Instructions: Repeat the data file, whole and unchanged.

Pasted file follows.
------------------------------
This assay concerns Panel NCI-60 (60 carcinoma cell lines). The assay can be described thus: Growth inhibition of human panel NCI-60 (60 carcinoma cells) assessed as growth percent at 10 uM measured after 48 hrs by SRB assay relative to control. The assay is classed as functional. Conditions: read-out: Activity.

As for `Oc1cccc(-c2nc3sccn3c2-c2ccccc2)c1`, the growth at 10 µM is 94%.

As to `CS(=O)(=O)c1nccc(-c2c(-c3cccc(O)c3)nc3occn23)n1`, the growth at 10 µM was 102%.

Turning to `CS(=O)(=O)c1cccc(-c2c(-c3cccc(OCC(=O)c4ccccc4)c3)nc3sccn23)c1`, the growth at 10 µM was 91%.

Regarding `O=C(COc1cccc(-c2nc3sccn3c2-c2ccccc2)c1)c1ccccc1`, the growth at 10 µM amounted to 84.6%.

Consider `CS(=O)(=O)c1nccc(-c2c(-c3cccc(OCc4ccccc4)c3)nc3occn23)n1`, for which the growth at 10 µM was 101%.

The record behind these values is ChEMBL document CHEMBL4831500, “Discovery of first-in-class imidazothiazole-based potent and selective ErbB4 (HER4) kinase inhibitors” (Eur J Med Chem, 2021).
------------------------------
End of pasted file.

This assay concerns Panel NCI-60 (60 carcinoma cell lines). The assay can be described thus: Growth inhibition of human panel NCI-60 (60 carcinoma cells) assessed as growth percent at 10 uM measured after 48 hrs by SRB assay relative to control. The assay is classed as functional. Conditions: read-out: Activity.

As for `Oc1cccc(-c2nc3sccn3c2-c2ccccc2)c1`, the growth at 10 µM is 94%.

As to `CS(=O)(=O)c1nccc(-c2c(-c3cccc(O)c3)nc3occn23)n1`, the growth at 10 µM was 102%.

Turning to `CS(=O)(=O)c1cccc(-c2c(-c3cccc(OCC(=O)c4ccccc4)c3)nc3sccn23)c1`, the growth at 10 µM was 91%.

Regarding `O=C(COc1cccc(-c2nc3sccn3c2-c2ccccc2)c1)c1ccccc1`, the growth at 10 µM amounted to 84.6%.

Consider `CS(=O)(=O)c1nccc(-c2c(-c3cccc(OCc4ccccc4)c3)nc3occn23)n1`, for which the growth at 10 µM was 101%.

The record behind these values is ChEMBL document CHEMBL4831500, “Discovery of first-in-class imidazothiazole-based potent and selective ErbB4 (HER4) kinase inhibitors” (Eur J Med Chem, 2021).